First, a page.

A campaigner announced he intends to start a support group for hospice patients moved to a hospital ward because there is a “void that needs filling”. 

Terry Dean said he decided to set up My Safe Haven for patients and families at the Michael Sobell Hospice after becoming involved in a campaign to secure the charity’s future.

He started a petition in June when he learned the charity’s inpatient service at Mount Vernon Hospital in Northwood had been relocated to the hospital’s cancer centre wards. The petition so far has more than 8,600 signatures.

Terry’s wife Jane died four years ago aged 59 from bowel cancer. She spent her last few days at the hospice where Terry reported she received “fabulous” care.

Terry told the Watford Observer he is concerned the move will affect overall palliative care to patients.

He said: “I decided to set up My Safe Haven after becoming aware of how valuable psychological support can be for patients who have just received the shocking news that they are only expected to live a very short time longer.

“Nobody knows how they will react when given that news. But I have received numerous testimonials being part of the Save Michael Sobell Hospice campaign from relatives of former inpatients, which have convinced me that Patient and Family Support (PAFS) from qualified professionals is something that the community would wish to have available.”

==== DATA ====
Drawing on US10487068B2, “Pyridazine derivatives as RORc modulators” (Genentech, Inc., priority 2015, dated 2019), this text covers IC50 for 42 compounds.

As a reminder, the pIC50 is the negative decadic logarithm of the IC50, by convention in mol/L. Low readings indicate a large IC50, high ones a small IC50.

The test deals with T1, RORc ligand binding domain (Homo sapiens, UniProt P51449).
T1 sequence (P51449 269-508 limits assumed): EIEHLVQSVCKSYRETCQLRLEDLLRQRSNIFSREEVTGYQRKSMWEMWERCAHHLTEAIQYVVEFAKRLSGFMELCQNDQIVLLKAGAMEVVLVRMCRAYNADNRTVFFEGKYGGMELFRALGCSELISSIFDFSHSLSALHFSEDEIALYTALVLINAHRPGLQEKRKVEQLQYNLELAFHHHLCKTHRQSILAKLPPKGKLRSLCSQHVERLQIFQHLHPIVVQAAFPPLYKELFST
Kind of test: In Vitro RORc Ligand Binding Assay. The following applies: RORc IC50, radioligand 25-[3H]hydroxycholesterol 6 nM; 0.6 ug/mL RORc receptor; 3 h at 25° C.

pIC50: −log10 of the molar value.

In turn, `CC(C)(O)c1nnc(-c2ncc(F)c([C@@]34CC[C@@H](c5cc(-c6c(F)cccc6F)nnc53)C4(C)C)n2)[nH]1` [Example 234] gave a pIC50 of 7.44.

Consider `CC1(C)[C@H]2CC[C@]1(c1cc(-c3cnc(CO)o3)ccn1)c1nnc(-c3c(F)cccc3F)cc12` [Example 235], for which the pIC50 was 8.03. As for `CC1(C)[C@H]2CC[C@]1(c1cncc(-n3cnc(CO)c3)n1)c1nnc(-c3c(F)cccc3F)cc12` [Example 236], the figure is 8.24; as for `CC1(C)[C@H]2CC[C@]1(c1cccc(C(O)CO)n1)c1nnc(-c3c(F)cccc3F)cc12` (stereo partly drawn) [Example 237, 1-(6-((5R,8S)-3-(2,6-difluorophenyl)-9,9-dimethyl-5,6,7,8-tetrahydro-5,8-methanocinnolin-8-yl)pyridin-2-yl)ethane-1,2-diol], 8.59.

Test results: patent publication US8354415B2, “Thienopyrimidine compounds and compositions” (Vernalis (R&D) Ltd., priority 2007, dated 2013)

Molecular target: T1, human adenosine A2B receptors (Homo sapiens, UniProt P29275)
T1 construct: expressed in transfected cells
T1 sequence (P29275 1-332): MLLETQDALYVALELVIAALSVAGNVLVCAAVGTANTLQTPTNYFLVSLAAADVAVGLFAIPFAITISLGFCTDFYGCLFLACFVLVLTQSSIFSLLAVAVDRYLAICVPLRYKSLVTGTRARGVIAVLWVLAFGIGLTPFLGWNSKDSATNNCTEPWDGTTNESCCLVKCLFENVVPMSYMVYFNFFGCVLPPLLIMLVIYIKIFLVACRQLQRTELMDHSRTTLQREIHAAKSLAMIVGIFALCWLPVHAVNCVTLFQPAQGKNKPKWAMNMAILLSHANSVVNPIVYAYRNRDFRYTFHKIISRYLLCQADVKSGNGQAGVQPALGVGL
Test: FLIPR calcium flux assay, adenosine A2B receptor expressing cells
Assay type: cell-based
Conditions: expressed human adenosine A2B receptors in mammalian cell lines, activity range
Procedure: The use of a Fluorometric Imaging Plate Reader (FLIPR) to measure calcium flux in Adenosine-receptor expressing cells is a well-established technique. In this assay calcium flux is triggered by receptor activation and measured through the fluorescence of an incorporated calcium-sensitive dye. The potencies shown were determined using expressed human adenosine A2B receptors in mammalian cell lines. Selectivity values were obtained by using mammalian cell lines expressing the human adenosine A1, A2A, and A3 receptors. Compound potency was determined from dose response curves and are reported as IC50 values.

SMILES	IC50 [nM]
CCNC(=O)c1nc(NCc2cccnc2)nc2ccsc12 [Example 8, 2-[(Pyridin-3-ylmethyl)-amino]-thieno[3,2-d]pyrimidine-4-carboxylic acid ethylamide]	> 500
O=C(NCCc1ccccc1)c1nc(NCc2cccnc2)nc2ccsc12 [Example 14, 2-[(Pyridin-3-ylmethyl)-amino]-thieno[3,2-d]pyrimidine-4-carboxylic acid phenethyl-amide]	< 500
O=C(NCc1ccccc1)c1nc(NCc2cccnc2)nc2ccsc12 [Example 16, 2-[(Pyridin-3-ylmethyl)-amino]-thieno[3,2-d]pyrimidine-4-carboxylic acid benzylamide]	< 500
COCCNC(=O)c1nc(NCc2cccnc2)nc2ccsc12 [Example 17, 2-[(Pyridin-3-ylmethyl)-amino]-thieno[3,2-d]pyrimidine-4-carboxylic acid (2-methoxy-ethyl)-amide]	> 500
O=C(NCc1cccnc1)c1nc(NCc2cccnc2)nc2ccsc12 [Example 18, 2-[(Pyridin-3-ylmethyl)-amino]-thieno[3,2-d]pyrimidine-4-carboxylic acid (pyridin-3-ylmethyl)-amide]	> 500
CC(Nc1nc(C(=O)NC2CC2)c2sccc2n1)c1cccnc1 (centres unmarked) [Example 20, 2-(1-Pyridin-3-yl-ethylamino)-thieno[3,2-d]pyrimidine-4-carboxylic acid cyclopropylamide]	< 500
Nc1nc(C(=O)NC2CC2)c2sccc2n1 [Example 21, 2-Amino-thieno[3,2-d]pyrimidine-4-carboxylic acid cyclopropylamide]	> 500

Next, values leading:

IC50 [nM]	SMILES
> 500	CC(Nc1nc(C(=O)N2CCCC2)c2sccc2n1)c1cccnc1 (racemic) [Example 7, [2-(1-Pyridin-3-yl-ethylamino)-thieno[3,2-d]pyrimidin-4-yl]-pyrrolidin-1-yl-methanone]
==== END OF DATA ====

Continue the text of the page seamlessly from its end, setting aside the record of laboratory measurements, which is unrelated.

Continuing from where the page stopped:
Since the interim move, Terry said “there is a void that needs filling” with regards to Patient and Family Support, who offer among other things, psychological care to people affected by terminal illness. 

He said: “That is why I am setting up My Safe Haven. To offer a solid base of psychological support that is proactive but unobtrusive; always there in the background, to be called upon in those dark, seemingly unbearable, moments.”

Speaking about Patient and Family Support, Michael Sobell Hospice Charity chief executive officer, Judi Byrne, said: “With the relocation, the work of the PAFS team transferred to the main hospital building and the hospital team are fulfilling that role.

“Patients still have access to Patient and Family Support provided by East and North Herts NHS Trust.

“The function of PAFS services was transferred to the services available in the hospital block. 

“PAFS were contracted by the charity and those contracts were ceased with the relocation to the main the hospital block in order not to have a duplication of services.”

Ms Byrne said she did not wish to comment on My Safe Haven.

Terry added: “My recent experiences struck a chord with me from when my own wife died four years ago.

“The nursing staff were, as usual, exemplary. But sometimes, especially for people who are on their own, little problems can seem overwhelming.

“Professional Patient and Family Support can help with this and turn what can be a time of mental torture and anguish for all concerned into one that lives on in the memory as one to be cherished.”

Terry said he is in talks with interested business people and considering a charitable trust to launch the support group.

Anyone interested can visit www.savemsh.co.uk